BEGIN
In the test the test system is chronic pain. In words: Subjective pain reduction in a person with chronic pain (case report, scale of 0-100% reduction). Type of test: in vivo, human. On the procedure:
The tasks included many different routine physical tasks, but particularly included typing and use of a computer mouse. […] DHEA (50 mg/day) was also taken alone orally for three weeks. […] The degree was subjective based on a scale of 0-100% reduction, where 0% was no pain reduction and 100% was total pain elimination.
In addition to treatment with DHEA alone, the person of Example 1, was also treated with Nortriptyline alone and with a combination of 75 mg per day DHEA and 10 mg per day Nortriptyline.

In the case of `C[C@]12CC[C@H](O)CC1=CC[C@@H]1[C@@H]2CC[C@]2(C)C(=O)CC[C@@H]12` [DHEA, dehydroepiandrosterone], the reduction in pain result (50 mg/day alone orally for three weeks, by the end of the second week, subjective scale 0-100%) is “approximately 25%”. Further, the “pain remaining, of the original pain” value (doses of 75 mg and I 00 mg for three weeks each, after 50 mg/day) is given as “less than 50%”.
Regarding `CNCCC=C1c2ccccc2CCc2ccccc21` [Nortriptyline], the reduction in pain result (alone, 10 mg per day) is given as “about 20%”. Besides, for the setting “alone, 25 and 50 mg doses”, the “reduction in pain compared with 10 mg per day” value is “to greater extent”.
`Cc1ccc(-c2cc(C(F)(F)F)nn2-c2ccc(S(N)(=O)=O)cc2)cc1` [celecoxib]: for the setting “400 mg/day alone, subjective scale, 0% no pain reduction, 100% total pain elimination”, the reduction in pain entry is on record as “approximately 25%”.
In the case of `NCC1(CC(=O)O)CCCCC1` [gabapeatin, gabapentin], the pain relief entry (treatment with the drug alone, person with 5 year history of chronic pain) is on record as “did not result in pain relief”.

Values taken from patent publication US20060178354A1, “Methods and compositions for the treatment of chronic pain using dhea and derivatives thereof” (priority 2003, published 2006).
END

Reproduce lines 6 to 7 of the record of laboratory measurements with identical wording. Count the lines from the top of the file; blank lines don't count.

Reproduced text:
`Cc1ccc(-c2cc(C(F)(F)F)nn2-c2ccc(S(N)(=O)=O)cc2)cc1` [celecoxib]: for the setting “400 mg/day alone, subjective scale, 0% no pain reduction, 100% total pain elimination”, the reduction in pain entry is on record as “approximately 25%”.
In the case of `NCC1(CC(=O)O)CCCCC1` [gabapeatin, gabapentin], the pain relief entry (treatment with the drug alone, person with 5 year history of chronic pain) is on record as “did not result in pain relief”.